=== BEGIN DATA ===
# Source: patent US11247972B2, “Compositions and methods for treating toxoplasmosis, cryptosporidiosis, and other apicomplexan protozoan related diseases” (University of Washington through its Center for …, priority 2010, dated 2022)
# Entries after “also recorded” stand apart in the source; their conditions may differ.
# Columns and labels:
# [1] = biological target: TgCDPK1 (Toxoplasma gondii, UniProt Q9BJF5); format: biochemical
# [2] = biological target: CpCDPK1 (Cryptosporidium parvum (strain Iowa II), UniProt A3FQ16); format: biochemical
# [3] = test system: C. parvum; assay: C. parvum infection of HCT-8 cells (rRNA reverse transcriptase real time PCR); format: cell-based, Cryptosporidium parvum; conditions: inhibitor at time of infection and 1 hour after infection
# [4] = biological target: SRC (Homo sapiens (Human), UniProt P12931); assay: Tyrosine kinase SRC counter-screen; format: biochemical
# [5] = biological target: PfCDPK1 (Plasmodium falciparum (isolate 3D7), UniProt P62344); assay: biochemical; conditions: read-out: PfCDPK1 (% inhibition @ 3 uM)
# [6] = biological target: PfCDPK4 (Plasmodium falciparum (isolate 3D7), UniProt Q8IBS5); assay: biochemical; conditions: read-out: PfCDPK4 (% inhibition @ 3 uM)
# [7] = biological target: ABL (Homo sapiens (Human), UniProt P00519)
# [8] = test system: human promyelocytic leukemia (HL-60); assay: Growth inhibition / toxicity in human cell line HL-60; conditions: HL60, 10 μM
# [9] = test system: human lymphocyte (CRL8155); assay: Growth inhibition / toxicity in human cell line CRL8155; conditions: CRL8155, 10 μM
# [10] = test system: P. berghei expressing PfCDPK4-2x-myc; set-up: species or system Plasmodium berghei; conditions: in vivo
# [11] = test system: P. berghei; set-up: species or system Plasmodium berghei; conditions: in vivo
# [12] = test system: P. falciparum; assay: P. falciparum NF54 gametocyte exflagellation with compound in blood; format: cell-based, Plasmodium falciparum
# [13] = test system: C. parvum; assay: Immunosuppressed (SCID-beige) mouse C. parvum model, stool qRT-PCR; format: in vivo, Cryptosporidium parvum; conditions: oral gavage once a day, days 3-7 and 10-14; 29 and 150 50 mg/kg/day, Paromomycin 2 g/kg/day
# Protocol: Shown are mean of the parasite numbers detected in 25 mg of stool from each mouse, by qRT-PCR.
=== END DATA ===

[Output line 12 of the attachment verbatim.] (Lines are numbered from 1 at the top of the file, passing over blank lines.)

# [9] = test system: human lymphocyte (CRL8155); assay: Growth inhibition / toxicity in human cell line CRL8155; conditions: CRL8155, 10 μM